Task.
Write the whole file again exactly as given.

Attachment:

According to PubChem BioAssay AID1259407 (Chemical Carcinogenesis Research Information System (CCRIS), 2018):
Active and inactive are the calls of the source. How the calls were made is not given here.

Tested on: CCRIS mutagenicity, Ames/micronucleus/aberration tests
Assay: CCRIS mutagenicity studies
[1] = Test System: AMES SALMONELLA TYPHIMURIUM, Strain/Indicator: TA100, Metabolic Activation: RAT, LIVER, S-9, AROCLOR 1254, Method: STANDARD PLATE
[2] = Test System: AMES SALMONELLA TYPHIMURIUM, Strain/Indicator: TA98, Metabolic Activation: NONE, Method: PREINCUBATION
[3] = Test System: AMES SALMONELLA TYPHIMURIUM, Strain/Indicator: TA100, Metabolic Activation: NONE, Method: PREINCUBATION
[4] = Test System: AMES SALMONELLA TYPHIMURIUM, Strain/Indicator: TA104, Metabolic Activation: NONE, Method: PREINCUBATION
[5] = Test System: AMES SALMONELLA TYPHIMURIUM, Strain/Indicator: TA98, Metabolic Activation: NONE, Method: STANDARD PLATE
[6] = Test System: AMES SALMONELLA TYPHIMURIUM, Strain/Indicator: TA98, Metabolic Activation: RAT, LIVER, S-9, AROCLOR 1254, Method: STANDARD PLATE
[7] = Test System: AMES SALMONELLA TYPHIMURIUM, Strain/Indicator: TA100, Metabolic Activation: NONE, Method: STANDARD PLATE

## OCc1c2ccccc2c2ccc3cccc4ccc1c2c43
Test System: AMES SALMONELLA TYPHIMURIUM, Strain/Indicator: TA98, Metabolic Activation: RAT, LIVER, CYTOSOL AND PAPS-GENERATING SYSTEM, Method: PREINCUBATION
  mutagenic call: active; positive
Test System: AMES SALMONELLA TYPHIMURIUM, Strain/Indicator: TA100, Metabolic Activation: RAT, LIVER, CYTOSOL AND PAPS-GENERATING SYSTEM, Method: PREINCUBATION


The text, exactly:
According to PubChem BioAssay AID1259407 (Chemical Carcinogenesis Research Information System (CCRIS), 2018):
Active and inactive are the calls of the source. How the calls were made is not given here.

Tested on: CCRIS mutagenicity, Ames/micronucleus/aberration tests
Assay: CCRIS mutagenicity studies
[1] = Test System: AMES SALMONELLA TYPHIMURIUM, Strain/Indicator: TA100, Metabolic Activation: RAT, LIVER, S-9, AROCLOR 1254, Method: STANDARD PLATE
[2] = Test System: AMES SALMONELLA TYPHIMURIUM, Strain/Indicator: TA98, Metabolic Activation: NONE, Method: PREINCUBATION
[3] = Test System: AMES SALMONELLA TYPHIMURIUM, Strain/Indicator: TA100, Metabolic Activation: NONE, Method: PREINCUBATION
[4] = Test System: AMES SALMONELLA TYPHIMURIUM, Strain/Indicator: TA104, Metabolic Activation: NONE, Method: PREINCUBATION
[5] = Test System: AMES SALMONELLA TYPHIMURIUM, Strain/Indicator: TA98, Metabolic Activation: NONE, Method: STANDARD PLATE
[6] = Test System: AMES SALMONELLA TYPHIMURIUM, Strain/Indicator: TA98, Metabolic Activation: RAT, LIVER, S-9, AROCLOR 1254, Method: STANDARD PLATE
[7] = Test System: AMES SALMONELLA TYPHIMURIUM, Strain/Indicator: TA100, Metabolic Activation: NONE, Method: STANDARD PLATE

## OCc1c2ccccc2c2ccc3cccc4ccc1c2c43
Test System: AMES SALMONELLA TYPHIMURIUM, Strain/Indicator: TA98, Metabolic Activation: RAT, LIVER, CYTOSOL AND PAPS-GENERATING SYSTEM, Method: PREINCUBATION
  mutagenic call: active; positive
Test System: AMES SALMONELLA TYPHIMURIUM, Strain/Indicator: TA100, Metabolic Activation: RAT, LIVER, CYTOSOL AND PAPS-GENERATING SYSTEM, Method: PREINCUBATION